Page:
It’s handy to have contacts. Without naming names and probably without needing to, the guy behind this Belgian progressive thrash metal project has roped in vocalists from Soilwork, Revocation, Dagoba, Uneven Structure and a bunch of others for this album. Hopefully it wasn’t going to be a case of “vocalist spotting” and the whole was going to be greater than the parts, I thought to myself, as I looked at this cheesily titled album in advance of playing it.

The excessively flowery, self-indulgent intro didn’t put me in the right space, but as often is the case the first real track “Thrive” bore no resemblance to it. I sensed death metal coming on, and it came. Bizarrely two and a half minutes in there’s a clean melo chorus, signalling Mr Strid’s arrival. With flamboyant guitar work going on, the death metal resumed before the flat chorus rudely interrupts it again. Oh, it was apparently time for a languidly widdly guitar solo. Can someone tell me what’s going on round here? At least the impressively crunchy death metal is taken forward into “I Bleed Worlds”. The cogs turn, it grinds us down as good death metal should do but bloody hell, that sodding guitar widdlery reappears, but it’s ok, death metal resumes in an epic and progressive form. This is like Battle of the Bands. Various iterations of technical thrash, sombre moodiness and death metal later, it ends and I’m none the wiser about all this.

“The Death of Spheres”, which is in two parts had more discipline, I’m pleased to say, and didn’t go off at tangents. Part I is impressive. The colourful instrumental work is reined in and enhances the impressively dark djenty metal. Part II takes it forward in an airy and haunting way. I recognised the vocals instantly as those of Uneven Structure’s Matthieu Romarin. Indeed Part II is in their style. The style of this album depends on the track, which for me is not a plus point, but that’s what is and so the majestic and moody “The Death of Spheres” is followed by a piece of thrash metal. In fact “Utopia” isn’t that but a hybrid of thrash, Queen like pomp, prog metal bombast, flowery power metal and a bit of thumping death metal again. And let’s not forget the guitar solo. It’s not random but I hesitate to call this fluid. I guess it’s progressive at heart but there’s so much self-indulgence here that it’s tough to follow the progress. What actually follows “Utopia” is an acoustic classical-style dreamathon called “Lunar” – quite pleasant but as ever unpredictable in terms of context as there doesn’t appear to be a context to this album.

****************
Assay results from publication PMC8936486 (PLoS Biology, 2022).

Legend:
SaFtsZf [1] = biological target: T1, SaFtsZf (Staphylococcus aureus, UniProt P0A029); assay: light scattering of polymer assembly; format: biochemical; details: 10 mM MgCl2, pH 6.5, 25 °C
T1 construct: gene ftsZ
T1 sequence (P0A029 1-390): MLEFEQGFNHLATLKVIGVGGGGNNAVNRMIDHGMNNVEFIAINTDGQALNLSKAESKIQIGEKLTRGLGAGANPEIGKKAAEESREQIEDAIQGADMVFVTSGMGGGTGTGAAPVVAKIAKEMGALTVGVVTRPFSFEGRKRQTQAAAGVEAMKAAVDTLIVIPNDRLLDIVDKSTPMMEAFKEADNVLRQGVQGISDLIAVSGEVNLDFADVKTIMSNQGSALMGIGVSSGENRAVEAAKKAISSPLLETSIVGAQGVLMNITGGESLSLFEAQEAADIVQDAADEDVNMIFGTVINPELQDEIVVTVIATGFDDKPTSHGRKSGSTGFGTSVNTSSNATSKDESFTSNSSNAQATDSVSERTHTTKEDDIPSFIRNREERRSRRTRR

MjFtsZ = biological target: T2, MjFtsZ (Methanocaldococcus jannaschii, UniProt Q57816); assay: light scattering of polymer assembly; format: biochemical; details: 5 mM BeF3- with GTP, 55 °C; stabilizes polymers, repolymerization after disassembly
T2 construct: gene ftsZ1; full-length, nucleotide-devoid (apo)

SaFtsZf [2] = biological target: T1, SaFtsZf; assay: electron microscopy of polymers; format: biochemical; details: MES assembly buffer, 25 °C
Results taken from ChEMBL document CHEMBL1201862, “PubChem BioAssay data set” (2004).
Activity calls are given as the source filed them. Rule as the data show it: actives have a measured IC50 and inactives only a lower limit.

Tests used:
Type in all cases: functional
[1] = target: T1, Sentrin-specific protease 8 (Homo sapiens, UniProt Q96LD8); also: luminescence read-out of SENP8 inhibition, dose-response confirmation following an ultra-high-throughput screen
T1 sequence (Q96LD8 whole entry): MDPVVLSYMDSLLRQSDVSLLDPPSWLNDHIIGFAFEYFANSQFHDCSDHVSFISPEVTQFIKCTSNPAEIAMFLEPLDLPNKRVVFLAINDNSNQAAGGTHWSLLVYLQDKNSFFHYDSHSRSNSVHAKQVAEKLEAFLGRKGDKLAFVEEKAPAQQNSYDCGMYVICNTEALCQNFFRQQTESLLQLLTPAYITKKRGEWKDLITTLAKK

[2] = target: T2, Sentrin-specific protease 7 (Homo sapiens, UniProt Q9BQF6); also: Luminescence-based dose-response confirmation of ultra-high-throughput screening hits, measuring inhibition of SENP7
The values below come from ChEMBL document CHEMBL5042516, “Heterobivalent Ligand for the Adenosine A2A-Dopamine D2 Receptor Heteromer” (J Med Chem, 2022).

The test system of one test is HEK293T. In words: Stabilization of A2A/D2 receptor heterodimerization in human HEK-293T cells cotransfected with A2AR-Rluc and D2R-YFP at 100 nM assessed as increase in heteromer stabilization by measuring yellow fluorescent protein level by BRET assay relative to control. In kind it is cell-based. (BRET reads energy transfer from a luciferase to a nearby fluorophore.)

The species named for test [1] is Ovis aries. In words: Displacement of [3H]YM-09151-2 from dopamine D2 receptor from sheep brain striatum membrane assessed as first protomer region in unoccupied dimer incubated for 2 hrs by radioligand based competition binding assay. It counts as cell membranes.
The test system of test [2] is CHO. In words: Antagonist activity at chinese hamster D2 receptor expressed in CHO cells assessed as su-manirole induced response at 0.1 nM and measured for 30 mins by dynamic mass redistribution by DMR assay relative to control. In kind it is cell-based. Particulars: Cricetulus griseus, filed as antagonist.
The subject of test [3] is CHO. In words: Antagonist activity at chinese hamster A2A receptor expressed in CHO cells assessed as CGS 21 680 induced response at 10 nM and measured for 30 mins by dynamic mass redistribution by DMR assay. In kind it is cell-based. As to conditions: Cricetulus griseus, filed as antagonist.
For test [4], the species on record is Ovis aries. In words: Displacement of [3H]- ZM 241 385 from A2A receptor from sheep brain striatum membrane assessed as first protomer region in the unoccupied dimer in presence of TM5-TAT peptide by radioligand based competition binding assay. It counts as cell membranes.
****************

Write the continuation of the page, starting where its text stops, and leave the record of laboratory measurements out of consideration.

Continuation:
After all that had gone before, I was almost breaking into a cold sweat at the prospect of listening to the 18 minute “Always in Motion”. I must say I did like the lush colours that started it, but it turns out to be a meaningless intro as the world changes colours … several times. While it’s sorting out what it is, there’s an impressive extreme section. The instrumentals have urgency and match the harsh vocals but inevitably it’s spoilt with a cheesy harmony. Sindre Nedland and Björn Strid supply the vocals. My issue is not with them, nor indeed with the quality of the alternating heavy and lush instrumentals, but with the bewildering structure. On it blunders through thrashing fields and acoustic Mediterranean lands. The weather turns stormy, which all leads to a wondrous world of progressive bassy darkness. As throughout this album, the darker deathly sections had impact for me, but watering them down with emotive harmonised sections didn’t work and detracted from that impact. A saxophone solo comes in after 16 minutes and it’s good, but there was just too much happening here for it to make sense. I could see that the lyrics pointed to flying high and across the seas in a quest for learning, but the music didn’t convey that to me. The album did have a nice measured ending in the instrumental “Solar” to round things off.

“Thriving Force” is a bold venture, I suppose, and credit to Tom Tee for rounding up all his collaborators, but it doesn’t really come off. I don’t know what this was supposed to be. The quality of the musicianship and vocals is good, but as a production and musical experience, this was a mess.

(5/10 Andrew Doherty)